For co-affinity purification, strains carrying chromosomal C-terminal His fusions of the proteins of interest were grown to OD600∼0.5 in LB, pelleted, washed twice in PBS and then resuspended in PBS and crosslinked for 30 min with 5 mM DSP (Thermo Scientific). The pellet was then washed 3× in PBS and resuspended in buffer B (20 mM Tris, 300 mM NaCl, 1 mM DTT, 1% Triton X-100, Roche complete protease inhibitor) and cells were lysed by passaging three times through a French Press. Then, 1% CHAPS was added and the lysates stirred 2 h – overnight at 4°C. Lysates were then cleared by centrifugation (25.000 rpm, 1 h) and incubated for 2 h with His-antibody resin (R&D systems) equilibrated in buffer B. The resin was washed 3× with Buffer B adjusted to 500 mM NaCl and protein complexes eluted with Buffer C (100 mM glycine, pH 2.5, 300 mM NaCl, 1 mM DTT, 1% Triton X-100). Proteins were then concentrated ∼10fold using Amicon centrifuge filter units with 10 kDa MW cutoff and subjected to SDS PAGE followed by silver staining. Bands of interest were cut out from the gel and proteins identified via Mass Spectrometry.
Targeted protein-protein interaction assays
CsiV-his was covalently linked to NHS-activated sepharose resin (Thermo Scientific) using the manufacturer's protocol. Purified LpoA-his and His-PBP1A were added to CsiV-Sepharose equilibrated in 20 mM Tris-HCl (pH 7.2), 150 mM NaCl, 1 mM DTT and 0.1% reduced Triton X-100 and incubated at 4°C rotating for 2 h. The resin was then washed 3× with buffer and proteins eluted by boiling the resin in buffer containing 1% SDS (95°C, 5 min). Proteins were then visualized via Western Blot.
Bacterial Two Hybrid Analysis (BACTH)
BACTH was conducted using a split adenylate cyclase system as described previously .
PG binding assay
PG binding was assayed as described previously . In short, purified PG sacculi were incubated with purified proteins in pulldown buffer (20 mM Tris/maleate pH 6.8, 50 mM NaCl, 10 mM MgCl2 0.1% Triton X-100) for 30 min on ice, then ultracentrifuged (110.000 rpm). Pellets were washed once in pulldown buffer and proteins in pellets and supernatant fractions visualized by Western Blot.
Western blot of csiV-mCherry. Ectopic expression of CsiV-mCherry was induced by addition of 200 µM IPTG for 2 h, followed by lysis and western blotting using anti-mCherry antibody. The two observed bands are consistent with the predicted sizes of CsiV-mCherry +/− signal sequence.
Co-occurrence patterns of CsiV and VC2168. Data were extracted from the String database (http://string-db.org/) and represent the subset of phyla that contain either CsiV, VC2168 or both.
Comparison of intestinal colonization in infant mice by wt, csiV and mrcA V. cholerae. Strains were orally inoculated into suckling mice. Total cfu/mouse in intestinal homogenates was assessed after 24 h.
Effect of PBP1B depletion on the morphology of ΔcsiV cells. Cells in which PBP1B's native promoter was replaced by an arabinose-inducible promoter (PARA) were initially grown in the presence of arabinose (ARA+), then resuspended in fresh medium without arabinose (ARA−) and imaged at 1 minute intervals.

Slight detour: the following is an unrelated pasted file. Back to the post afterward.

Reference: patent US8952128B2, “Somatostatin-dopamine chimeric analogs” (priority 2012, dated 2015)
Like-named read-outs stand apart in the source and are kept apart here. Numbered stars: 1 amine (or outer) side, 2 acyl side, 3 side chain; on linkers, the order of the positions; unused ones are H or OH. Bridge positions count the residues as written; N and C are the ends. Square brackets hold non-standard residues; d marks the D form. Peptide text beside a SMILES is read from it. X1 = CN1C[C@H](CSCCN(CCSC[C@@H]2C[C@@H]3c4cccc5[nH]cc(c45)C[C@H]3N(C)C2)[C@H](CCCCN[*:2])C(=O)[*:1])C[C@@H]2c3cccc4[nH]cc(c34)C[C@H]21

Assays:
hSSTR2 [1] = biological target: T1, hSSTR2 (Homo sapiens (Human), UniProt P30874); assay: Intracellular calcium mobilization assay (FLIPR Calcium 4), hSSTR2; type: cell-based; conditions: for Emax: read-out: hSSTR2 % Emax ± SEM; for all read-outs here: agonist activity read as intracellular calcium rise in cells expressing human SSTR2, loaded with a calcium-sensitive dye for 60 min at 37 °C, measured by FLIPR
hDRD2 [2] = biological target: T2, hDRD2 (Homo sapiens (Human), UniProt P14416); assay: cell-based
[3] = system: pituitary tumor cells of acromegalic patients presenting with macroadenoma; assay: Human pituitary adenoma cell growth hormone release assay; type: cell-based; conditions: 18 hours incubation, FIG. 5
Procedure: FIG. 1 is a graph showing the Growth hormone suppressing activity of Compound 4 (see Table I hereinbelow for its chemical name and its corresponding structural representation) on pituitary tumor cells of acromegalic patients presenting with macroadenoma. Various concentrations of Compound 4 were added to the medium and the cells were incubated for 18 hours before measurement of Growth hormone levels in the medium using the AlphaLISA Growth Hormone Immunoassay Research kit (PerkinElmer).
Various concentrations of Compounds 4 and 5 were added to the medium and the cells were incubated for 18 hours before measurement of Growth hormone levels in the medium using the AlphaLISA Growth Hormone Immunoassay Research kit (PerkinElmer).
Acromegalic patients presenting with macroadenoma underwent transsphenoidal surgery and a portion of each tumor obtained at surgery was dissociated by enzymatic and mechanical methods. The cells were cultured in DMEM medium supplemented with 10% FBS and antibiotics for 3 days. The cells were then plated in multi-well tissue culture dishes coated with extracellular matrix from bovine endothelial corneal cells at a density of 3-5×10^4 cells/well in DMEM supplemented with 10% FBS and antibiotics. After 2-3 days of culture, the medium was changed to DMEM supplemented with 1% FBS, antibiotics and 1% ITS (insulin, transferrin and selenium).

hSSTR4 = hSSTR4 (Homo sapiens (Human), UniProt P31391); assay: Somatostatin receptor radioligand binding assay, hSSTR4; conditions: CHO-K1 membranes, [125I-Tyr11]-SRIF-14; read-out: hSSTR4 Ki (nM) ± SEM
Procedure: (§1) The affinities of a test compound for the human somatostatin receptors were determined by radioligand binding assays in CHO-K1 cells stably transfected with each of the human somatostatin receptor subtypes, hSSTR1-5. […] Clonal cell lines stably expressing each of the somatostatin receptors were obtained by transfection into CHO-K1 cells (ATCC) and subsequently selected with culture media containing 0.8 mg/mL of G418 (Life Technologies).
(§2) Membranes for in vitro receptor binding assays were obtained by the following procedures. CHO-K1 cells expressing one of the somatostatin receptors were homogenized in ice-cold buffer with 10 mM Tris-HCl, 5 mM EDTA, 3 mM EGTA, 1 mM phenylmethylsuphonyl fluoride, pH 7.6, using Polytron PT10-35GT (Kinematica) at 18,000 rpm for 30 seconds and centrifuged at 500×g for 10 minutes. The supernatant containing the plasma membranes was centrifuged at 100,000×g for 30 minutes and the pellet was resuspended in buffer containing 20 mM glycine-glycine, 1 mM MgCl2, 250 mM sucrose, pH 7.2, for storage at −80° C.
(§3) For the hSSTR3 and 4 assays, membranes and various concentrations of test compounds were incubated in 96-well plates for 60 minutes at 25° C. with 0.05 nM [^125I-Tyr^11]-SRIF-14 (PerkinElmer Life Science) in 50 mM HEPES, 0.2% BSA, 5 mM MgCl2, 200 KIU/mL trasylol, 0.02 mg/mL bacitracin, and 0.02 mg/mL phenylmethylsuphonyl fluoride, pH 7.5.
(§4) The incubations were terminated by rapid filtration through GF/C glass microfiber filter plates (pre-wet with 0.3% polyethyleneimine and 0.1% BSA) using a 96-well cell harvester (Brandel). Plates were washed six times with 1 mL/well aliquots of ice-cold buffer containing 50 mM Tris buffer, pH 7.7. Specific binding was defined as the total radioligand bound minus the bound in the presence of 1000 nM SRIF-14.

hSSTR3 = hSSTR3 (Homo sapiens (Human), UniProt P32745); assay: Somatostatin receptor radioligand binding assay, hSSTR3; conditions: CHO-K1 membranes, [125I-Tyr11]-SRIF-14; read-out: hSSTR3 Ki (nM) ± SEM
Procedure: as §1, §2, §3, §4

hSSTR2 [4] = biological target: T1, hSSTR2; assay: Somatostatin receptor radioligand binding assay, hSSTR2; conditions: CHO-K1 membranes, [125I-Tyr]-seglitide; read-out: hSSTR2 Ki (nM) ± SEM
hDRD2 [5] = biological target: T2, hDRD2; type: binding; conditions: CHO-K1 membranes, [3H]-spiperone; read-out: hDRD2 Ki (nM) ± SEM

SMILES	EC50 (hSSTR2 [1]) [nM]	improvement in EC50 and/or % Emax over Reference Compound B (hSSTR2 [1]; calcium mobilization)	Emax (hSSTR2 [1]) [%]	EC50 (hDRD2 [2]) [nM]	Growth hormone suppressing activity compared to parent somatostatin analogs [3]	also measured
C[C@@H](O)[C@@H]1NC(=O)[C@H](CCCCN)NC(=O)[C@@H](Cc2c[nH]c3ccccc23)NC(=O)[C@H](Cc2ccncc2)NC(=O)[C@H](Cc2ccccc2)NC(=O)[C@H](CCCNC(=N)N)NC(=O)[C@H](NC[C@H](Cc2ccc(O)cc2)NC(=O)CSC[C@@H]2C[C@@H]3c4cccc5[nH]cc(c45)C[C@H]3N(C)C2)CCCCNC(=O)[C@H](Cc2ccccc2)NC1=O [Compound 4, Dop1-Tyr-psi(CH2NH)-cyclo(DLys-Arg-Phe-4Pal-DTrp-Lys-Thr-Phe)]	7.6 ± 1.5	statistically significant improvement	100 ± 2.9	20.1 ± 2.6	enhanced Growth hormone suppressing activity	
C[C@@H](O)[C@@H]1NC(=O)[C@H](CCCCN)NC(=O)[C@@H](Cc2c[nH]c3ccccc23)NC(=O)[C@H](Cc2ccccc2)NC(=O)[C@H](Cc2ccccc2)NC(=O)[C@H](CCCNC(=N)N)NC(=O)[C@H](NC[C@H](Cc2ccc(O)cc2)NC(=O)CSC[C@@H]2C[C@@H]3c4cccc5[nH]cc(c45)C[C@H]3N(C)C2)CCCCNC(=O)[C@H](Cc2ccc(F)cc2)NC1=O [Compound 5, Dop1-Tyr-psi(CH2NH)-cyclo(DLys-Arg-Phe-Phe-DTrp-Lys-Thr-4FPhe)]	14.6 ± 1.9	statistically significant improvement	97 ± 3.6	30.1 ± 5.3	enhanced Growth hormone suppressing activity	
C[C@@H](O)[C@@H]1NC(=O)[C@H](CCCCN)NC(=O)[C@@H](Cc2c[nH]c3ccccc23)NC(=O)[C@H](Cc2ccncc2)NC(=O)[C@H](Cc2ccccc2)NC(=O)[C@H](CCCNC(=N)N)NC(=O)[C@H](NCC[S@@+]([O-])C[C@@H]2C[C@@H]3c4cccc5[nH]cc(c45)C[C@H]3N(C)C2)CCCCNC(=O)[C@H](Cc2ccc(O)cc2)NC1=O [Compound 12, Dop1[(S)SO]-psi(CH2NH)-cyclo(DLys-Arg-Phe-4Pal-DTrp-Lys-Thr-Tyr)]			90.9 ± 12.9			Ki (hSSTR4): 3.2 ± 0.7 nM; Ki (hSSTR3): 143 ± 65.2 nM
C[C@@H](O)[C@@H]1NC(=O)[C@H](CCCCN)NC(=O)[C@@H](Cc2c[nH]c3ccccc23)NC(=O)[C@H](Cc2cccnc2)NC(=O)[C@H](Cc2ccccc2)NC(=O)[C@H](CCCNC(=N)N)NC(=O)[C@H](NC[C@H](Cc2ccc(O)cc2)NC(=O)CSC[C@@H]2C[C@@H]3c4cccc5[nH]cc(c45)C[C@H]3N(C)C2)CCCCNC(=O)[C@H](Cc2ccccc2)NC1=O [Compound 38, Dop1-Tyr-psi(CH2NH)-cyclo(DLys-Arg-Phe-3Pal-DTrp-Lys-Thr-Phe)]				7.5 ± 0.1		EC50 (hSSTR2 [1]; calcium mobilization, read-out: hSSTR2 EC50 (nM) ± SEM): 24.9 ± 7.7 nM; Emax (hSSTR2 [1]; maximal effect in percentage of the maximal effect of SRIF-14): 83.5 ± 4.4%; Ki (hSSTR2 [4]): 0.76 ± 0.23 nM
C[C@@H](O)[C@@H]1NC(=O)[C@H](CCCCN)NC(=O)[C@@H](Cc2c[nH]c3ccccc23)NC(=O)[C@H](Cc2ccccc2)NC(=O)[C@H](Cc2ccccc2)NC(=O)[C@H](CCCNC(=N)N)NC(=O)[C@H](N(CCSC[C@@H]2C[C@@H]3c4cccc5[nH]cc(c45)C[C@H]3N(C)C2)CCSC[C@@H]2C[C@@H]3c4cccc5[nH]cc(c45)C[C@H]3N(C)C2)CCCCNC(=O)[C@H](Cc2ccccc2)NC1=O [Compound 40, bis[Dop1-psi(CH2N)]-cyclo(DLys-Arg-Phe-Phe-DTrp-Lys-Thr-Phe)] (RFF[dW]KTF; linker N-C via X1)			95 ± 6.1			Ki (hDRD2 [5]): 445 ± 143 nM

Influence of ShyA expression on the growth of a cefsulodin treated ΔcsiV ΔshyA mutant. Growth curves, based on OD600, for a ΔcsiV ΔshyA derivative which carries a chromosomal shyA under IPTG control inserted into a neutral locus (lacZ) grown in the presence of 100 µg/ml cefsulodin, IPTG (200 µM), both, or neither. Data are averages of two biological replicates; error bars represent standard deviation.
ShyA overproduction in ΔcsiV is not toxic. Exponentially growing, uninduced cells carrying an inducible shyA expression construct (pshyA) were diluted into fresh medium +/− 500 µM IPTG at 37°C. A representative experiment (of two repetitions with similar results) is shown; data are averages of technical quadruplicates.
CsiV and LpoA are copurified from V. cholerae cell lysates. (A) Lysates of csiV::csiV-his6 cells +/− Dithiobis succinmidyl propionate (DSP) treatment were affinity purified on His-antibody resin. Purified proteins were visualized via silver staining of SDS-PAGE gels, and protein bands of interest were analyzed by mass spectroscopy. (B) Lysates of wt and lpoA::lpoA-his6 cells +/− DSP treatment were affinity purified on His-antibody resin. Purified proteins were identified as in (A).
The association of LpoA with PG in vivo is independent of CsiV and PBP1A. Soluble (S) and PG-associated (P) proteins were isolated from an lpoA::lpoA-his6 strain and derivatives lacking csiV, mrcA, or both after DSP crosslinking. Following reversal of crosslinks, the presence of LpoA-His6 in each fraction was monitored by western blotting using an anti-His antibody.
UPLC chromatograms. Representative chromatograms of muramidase-digested PG samples.
We thank Andrea Möll for construction of pAM299mrcB and for the gift of purified MalE-His6.
Conceived and designed the experiments: TD HL FC BMD MKW. Performed the experiments: TD HL LA. Analyzed the data: TD FC BMD MKW. Contributed reagents/materials/analysis tools: TD HL FC. Contributed to the writing of the manuscript: TD BMD MKW.